Exchange 2016 previewJust in time for Sysmass, the Exchange Team at Microsoft has made available for download a public preview of Exchange Server 2016! That’s right, it’s even better than Christmas in July for Exchange sysadmins anxious to check out the newest version of Exchange. We talked about the architecture briefly in a post earlier this month, but now that the Public Preview is available, so let’s take a closer look at some of the new and improved goodness that comes with this version of Exchange.

First things first

Start downloading the ISO now, so you can read the rest of this post while all those juicy bits are coming down. Here’s the link to download Exchange 2016 Preview; http://www.microsoft.com/en-us/download/details.aspx?id=48210

Prerequisites

To install Exchange 2016 Preview, here is what you will need.

  • A server running Windows Server 2012 or Windows Server 2012 R2
  • .Net Framework 4.5.2
  • Approximately 10GB of free diskspace, plus room for mailbox databases
  • If you plan on installing with a previous version, be warned as that’s not supported in production! That said you need Exchange Server 2010 SP3 RU10 or 2013 CU9. 2007 is not supported in any scenario.

What to expect?

From a server deployment perspective, the first thing that will jump out is the roles, or rather, the lack of role options. In case you missed our earlier post, Exchange 2016 servers will all have the functionality of client access and mailbox hosting, and will serve as building blocks for other things, like UM.

It’s all about the web

Outlook Web Access is getting a new name. Outlook on the Web is beautiful in this version, and very responsive, with emphasis on features that really mean you don’t need Outlook if you don’t want it. Some of the new or improved features in Outlook on the Web include

  • Sweep
  • Pin
  • Undo
  • Inline reply
  • Propose new time for meeting invites
  • Single-line inbox view
  • Better formatting controls
  • Paste images inline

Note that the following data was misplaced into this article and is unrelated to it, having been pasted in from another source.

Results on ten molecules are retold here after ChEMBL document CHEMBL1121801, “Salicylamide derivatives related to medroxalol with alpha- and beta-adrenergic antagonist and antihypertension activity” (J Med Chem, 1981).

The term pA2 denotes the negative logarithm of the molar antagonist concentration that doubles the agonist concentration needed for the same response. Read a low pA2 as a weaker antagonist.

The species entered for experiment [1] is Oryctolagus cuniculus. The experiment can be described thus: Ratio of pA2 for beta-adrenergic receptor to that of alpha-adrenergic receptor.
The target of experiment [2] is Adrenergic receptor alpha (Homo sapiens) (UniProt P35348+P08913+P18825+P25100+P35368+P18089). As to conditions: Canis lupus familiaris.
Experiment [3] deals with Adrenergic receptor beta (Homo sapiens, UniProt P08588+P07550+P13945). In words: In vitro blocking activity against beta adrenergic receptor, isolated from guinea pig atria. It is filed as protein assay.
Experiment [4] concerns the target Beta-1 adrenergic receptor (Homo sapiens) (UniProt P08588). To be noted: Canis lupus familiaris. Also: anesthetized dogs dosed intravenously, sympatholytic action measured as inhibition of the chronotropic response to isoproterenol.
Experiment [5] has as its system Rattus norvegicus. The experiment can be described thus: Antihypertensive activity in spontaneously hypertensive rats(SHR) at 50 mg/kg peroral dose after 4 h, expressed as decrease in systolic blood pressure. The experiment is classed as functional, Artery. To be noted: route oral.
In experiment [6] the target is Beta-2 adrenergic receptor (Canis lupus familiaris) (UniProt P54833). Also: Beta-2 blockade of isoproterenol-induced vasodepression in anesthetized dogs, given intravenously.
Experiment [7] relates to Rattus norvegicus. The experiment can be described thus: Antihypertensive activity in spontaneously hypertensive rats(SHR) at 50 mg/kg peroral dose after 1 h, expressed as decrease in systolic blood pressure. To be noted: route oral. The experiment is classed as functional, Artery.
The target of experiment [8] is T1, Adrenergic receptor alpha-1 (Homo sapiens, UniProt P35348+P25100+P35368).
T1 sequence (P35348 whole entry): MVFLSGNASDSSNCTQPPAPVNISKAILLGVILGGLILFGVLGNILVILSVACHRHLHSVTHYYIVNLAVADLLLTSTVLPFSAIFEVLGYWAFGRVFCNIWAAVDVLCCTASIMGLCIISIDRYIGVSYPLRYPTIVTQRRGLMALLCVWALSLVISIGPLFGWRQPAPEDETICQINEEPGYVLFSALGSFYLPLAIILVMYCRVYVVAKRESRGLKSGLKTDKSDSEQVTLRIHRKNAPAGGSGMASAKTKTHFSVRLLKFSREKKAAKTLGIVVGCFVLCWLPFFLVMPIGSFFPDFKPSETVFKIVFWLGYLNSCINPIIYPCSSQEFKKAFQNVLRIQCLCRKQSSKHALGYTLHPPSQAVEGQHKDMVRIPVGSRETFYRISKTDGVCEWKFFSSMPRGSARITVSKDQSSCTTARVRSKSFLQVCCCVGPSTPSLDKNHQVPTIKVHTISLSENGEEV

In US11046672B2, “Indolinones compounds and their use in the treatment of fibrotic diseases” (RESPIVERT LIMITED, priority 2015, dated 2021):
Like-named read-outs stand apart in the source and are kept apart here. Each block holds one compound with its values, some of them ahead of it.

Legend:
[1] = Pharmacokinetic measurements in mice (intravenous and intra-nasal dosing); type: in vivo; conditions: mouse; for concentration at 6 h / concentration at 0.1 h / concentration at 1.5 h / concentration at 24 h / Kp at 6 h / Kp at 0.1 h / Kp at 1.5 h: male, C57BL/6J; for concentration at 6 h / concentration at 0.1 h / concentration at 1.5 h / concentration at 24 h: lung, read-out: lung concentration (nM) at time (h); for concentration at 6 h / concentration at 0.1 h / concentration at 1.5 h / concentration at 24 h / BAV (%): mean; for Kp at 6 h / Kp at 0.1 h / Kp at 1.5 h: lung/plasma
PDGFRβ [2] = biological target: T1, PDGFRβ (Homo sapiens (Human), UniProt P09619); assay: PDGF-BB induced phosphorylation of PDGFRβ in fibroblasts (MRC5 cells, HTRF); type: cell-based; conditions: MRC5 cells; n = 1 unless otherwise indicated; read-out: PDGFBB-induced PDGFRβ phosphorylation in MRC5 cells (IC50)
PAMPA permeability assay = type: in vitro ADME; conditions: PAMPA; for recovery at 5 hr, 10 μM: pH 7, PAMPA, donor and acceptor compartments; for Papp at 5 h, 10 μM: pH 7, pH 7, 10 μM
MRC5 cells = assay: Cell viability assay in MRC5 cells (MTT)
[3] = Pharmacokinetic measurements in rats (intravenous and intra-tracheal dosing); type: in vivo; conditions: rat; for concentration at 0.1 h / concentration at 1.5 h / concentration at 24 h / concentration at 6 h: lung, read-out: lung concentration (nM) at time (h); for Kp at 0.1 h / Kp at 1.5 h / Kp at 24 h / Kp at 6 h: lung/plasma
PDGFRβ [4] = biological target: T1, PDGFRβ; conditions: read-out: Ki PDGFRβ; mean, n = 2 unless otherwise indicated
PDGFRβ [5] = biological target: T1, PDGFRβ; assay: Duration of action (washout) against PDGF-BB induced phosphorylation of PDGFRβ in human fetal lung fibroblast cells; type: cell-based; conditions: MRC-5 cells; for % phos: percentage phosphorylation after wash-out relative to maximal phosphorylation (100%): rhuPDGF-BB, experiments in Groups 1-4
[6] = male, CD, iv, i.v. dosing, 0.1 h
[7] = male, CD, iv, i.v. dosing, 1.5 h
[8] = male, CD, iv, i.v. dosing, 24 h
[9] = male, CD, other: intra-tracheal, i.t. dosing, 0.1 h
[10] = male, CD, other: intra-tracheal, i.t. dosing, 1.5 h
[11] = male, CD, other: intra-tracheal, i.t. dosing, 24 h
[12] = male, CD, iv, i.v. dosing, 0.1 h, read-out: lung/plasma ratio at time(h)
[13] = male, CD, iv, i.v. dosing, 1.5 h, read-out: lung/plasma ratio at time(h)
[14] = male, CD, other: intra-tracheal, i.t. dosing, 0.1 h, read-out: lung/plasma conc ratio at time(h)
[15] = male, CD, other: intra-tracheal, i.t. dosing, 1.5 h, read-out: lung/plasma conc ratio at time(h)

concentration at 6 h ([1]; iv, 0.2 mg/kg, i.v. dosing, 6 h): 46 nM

There will also be new themes, new emojis, better HTML rendering, and significant improvements for mobile web browsers connecting to Outlook on the Web. There is also an add-in model that includes Outlook on the Web for third party developers who want to extend OotW (hmmm, OWA was easy to say as an acronym. I don’t see Ooo-twah’ catching on like OhWa has. Oh well).

Search and Discovery improvements

Search, both for end users and discovery admins, is improved with better response times, and faster return of results. Word is that Outlook will be able to leverage server-side search functionality, which should bring a much better experience to end users. I really do miss Outlook 2010’s search, so it remains to be seen if Outlook 2013 will get this improvement, or if we’ll need to go to Outlook 2016 to get it.

DLP gets a boost too

Exchange 2016 Preview has 30 new templates for DLP to provide protection for common data leakage scenarios in other countries, existing templates have been improved, and new transport rules can trigger based on third-party assessments.

Mail hoarders rejoice

Just in case you have one of those users who still has emails sent in 1997 to people who have retired and that worked for companies that went out of business, but refuse to delete them “just in case” Exchange 2016 has auto-expanding archive capabilities. It will provision additional archive mailboxes automatically, but will present them as a single mailbox making it truly seamless to end users.

What to watch out for

The Preview does not support MAPI/CDO at all. That really should not come as a surprise, as EWS has been the preferred API for years, but if you still have legacy apps dependent upon the older interfaces, here’s the heads up that it’s (past) time to start updating or replacing if you plan to deploy the current version of Exchange.

Okay, unless your boss still only springs for DSL in the office, your download of Exchange 2016 Preview should be just about finished. Get a VM provisioned and get to installing. We’ll post a follow-up to this sometime soon and share our first impressions. We’ll want to hear from you about your install and what you think about the Exchange 2016 preview!